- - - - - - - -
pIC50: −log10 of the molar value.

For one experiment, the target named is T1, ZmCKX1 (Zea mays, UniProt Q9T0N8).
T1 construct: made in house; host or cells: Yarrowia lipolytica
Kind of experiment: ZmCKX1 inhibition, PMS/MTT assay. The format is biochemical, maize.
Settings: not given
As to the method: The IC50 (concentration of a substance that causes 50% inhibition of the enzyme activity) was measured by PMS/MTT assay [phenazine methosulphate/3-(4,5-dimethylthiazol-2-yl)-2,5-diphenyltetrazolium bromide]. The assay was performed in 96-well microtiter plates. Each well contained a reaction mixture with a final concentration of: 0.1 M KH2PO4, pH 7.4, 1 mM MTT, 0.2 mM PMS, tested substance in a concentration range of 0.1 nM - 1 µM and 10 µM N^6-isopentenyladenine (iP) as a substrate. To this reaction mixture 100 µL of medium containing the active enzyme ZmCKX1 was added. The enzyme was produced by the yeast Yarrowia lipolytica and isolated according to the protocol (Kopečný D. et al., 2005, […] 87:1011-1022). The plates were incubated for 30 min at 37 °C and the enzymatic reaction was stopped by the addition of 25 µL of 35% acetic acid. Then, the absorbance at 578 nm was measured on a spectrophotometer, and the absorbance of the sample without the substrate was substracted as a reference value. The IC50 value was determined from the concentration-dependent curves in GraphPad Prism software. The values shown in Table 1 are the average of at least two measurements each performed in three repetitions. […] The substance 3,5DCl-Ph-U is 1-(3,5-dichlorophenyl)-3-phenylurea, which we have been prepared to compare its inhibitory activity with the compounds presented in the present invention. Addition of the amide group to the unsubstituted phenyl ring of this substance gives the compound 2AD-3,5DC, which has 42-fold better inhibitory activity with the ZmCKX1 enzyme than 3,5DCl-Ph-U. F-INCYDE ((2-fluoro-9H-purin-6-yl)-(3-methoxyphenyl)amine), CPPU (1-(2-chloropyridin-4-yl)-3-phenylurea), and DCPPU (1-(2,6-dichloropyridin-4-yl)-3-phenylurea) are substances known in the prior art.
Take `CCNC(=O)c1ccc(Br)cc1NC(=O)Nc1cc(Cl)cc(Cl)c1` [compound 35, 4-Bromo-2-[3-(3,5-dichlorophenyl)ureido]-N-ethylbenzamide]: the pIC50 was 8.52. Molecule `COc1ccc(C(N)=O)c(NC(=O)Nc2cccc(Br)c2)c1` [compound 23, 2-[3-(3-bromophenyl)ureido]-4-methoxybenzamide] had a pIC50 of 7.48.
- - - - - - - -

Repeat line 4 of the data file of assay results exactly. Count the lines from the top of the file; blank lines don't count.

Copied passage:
Kind of experiment: ZmCKX1 inhibition, PMS/MTT assay. The format is biochemical, maize.